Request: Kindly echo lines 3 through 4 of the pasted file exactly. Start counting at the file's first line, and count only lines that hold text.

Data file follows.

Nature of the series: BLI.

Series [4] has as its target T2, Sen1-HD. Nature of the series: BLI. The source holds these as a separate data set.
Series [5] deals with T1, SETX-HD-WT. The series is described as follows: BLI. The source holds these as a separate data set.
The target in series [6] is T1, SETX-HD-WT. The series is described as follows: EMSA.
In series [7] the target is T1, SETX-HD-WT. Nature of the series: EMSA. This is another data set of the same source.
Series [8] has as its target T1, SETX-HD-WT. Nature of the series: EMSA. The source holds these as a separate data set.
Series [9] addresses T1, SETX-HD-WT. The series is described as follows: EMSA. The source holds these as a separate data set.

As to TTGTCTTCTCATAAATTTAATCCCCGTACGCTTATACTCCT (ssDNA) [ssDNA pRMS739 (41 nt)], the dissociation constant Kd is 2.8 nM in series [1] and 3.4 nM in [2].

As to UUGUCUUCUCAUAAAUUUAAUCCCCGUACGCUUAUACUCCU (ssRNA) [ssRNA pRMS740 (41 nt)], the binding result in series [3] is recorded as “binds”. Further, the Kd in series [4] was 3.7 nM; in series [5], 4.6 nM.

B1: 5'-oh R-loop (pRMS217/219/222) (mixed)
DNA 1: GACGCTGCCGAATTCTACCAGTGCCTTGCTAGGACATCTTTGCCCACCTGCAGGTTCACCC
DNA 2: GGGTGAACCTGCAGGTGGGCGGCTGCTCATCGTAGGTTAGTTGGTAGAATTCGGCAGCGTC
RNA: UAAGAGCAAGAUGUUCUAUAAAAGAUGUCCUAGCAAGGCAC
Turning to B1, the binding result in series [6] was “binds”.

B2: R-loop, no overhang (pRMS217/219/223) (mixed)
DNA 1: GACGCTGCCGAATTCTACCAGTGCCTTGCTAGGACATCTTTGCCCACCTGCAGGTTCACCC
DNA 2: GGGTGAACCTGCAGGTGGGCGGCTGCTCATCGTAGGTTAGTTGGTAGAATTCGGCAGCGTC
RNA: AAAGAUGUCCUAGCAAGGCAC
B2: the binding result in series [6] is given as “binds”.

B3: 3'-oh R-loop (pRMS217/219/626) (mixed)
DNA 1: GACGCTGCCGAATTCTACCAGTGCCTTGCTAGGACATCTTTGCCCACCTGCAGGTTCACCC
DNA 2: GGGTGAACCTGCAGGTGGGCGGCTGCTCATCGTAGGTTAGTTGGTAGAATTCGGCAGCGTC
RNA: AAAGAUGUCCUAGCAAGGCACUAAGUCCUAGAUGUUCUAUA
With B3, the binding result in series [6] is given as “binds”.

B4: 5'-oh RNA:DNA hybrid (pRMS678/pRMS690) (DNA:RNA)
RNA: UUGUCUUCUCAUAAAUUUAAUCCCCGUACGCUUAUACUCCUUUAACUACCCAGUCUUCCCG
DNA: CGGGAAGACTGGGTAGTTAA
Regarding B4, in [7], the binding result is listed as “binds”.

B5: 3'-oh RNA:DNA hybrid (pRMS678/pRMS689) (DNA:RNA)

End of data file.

Series [5] deals with T1, SETX-HD-WT. The series is described as follows: BLI. The source holds these as a separate data set.
The target in series [6] is T1, SETX-HD-WT. The series is described as follows: EMSA.